2005 Dig Diary: Week 6
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February 24 was our last day of work at the site. Time to clean up and take some final pictures. We're pleased with the work this year. Compare this picture of the front area of the Precinct with the one taken the first week to get an idea of what we've accomplished. Let's look at the results in more detail. The restored sphinx is in the lower right corner of the picture.
You are looking east across the main north-south road into the Precinct to the newly cleared colonnade that flanks the approach to Temple A. The fallen colossal statues of Ramesses II are to the left and right. In the background, Sakhmet statues stand on their new bases in front of the temple's first stone pylon. The decayed blocks in the middle of the picture are all that remain of the ancient road that connected the Taharqa gate and the temple. We hope to restore this paving in a future season.
We finally finished the West Porch! To our surprise, the west row of columns (to the right) is much better preserved than either the east row of this porch or the entire East Porch. During Dynasty 25, a small chapel was set into the Mut Temple's First Pylon at the south end of the Porch (rear) by Nesptah, son of Montuemhat, who oversaw the work ordered by King Taharqa. Both the location of the chapel and its dedication to a private person rather than to a king or god make it a rarity.
Of course, well-preserved is a relative term at the Mut Precinct. The desert across which this lizard is walking is actually the top of a column, which has crumbled so thoroughly that plants are growing through it.
We did not try to lift up the fallen column drums to the right of the West Porch. That will be work for another season, as will be the restoration (where possible) of the row of ram-sphinxes in front of the pylon. We will also have to try to figure out the purpose of the low baked-brick and mud-brick wall that starts at the Porch's third column and runs west across the center of picture. It stops just short of the mastaba built by the Egyptian inspectors who worked here a few years ago.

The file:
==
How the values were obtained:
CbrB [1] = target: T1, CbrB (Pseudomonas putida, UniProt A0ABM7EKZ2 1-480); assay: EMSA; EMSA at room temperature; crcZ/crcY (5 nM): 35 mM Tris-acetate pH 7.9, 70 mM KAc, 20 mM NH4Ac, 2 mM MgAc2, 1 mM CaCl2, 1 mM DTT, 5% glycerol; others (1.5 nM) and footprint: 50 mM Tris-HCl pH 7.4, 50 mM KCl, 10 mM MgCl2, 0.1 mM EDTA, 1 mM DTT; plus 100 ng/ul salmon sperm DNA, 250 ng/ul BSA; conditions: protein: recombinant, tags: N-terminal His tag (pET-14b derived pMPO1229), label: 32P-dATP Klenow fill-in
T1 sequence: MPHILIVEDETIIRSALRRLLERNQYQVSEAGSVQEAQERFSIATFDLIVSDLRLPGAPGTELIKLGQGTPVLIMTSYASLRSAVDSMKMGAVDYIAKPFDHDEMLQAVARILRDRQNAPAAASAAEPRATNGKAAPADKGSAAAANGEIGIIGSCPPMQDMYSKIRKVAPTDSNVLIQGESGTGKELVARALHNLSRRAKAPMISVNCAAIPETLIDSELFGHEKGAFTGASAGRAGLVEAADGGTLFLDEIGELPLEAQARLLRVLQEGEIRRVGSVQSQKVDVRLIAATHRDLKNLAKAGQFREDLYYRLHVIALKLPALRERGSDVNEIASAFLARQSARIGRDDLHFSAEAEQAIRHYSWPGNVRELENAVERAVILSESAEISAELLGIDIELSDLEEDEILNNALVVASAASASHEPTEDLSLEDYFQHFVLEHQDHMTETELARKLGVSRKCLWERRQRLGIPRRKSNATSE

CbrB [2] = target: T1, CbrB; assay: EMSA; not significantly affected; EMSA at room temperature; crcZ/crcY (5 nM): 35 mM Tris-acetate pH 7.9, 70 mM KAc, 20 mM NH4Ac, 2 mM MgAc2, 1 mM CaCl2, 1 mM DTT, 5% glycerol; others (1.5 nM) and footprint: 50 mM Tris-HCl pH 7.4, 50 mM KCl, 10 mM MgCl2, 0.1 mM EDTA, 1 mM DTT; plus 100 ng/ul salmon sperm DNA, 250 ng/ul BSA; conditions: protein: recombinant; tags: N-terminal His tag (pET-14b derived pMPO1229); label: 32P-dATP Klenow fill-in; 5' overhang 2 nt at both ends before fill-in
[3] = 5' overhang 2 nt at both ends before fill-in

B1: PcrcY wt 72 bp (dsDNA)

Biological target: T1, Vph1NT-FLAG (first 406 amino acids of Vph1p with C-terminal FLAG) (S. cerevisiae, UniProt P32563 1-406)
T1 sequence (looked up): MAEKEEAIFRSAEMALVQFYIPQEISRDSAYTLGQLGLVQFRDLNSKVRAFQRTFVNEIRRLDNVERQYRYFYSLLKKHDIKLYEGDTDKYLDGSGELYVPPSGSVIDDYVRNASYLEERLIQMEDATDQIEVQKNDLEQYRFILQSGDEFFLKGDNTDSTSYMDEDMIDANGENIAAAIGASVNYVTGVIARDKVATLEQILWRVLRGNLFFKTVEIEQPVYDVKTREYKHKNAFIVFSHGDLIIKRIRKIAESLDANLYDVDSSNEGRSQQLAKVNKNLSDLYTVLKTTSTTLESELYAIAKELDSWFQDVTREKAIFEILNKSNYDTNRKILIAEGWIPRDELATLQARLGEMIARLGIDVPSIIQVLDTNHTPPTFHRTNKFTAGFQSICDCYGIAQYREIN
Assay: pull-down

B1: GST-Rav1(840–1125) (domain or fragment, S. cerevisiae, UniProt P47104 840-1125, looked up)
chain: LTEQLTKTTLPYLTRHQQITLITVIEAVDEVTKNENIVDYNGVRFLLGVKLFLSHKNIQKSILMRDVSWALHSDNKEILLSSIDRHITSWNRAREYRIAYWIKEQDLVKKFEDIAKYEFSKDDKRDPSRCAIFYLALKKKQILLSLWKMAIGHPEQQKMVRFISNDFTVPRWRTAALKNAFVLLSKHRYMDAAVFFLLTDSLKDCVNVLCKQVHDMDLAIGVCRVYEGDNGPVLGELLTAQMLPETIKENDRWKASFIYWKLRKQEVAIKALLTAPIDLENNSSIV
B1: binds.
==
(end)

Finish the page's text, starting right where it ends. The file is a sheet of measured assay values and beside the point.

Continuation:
It is an archaeological tradition to find a mystery structure on the last day or two of an excavation, when there is no time left to explore it. This year was no exception. The circular feature shown here lies north of the brick wall seen in the previous picture and west of the Porch's first and second columns. It is made of stone and baked brick. There seems to be a channel of bricks entering it in the foreground, and possibly bricks running through it. Was it built to hold a tree? Is it a well? How does it relate to the brick wall and the West Porch? We'll have to wait until next year to find out. Sometimes archaeology can be frustrating.
Now that the area west of the Precinct entrance has been cleared, some of the relationships between buildings are easier to see. Chapel D is the long building across the center of the picture. It sits just inside (to the right of) the gateway built during Dynasty 25 when King Taharqa enlarged the Precinct to include Temple A, creating a new west-to-east processional. At the time the Ptolemaic chapel was built, the Taharqa Gate was still functional. In the future we hope to complete the excavation of this gateway to find out exactly when it was blocked and what lies to the west of it.
So far this report has been mainly about buildings and roads. Didn't we find any interesting objects? Yes. First is the larger-than-usual Sakhmet head and torso you last saw as it came out of the ground. Ellen Pearlstein was able to re-attach the uraeus-cobra to the statue's forehead and to re-attach part of her crown. Unfortunately we don't yet have a body on which she will fit.
Out of the debris over the West Porch came this lovely fragmentary stone object. The inner side shows a bearded man holding a lamp.
The outer surface is also elaborately carved. It is only about 2 ½ inches long and may be part of an early Coptic lamp.
We found the block with the wig and crown of this Hathor column capital over 20 years ago in the ruins of the East Porch. This year we found the remains of a face while excavating the roadway… and they fit together! It's fun and satisfying to be able to rejoin long-separated fragments, even if you have turn them upside down to do it.
Another dig tradition is discovering an exciting (or at least interesting) object on the last day. Here is one of this year's two late finds from the West Porch: a relief of a Ptolemaic king (right) offering to Onuris, a deity associated with goddesses such as Mut, who are "Eyes of Re." Relief-decorated walls once linked the columns of each row in the East and West Porches; this is the largest portion of such an intercolumnar wall that we have ever found.
New York isn't the only place plagued by graffiti. This inscription may have been carved by a long-ago Greek tourist. The inscription is not complete, however, which suggests that temple personnel may have caught the would-be graffiti artist in the act.
In the end, we cleared over 100 feet of this road. In some places the debris was almost three feet deep, so it was quite a task. We intentionally left the area just inside the main gate unexcavated in order to be able to bring heavy equipment into the site if we need to without damaging ancient paving. For the first time in over 1,500 years, you can stand at the entrance to the Precinct and look (or walk) south along the main processional to the Mut Temple on the original paving. A satisfying end to the season.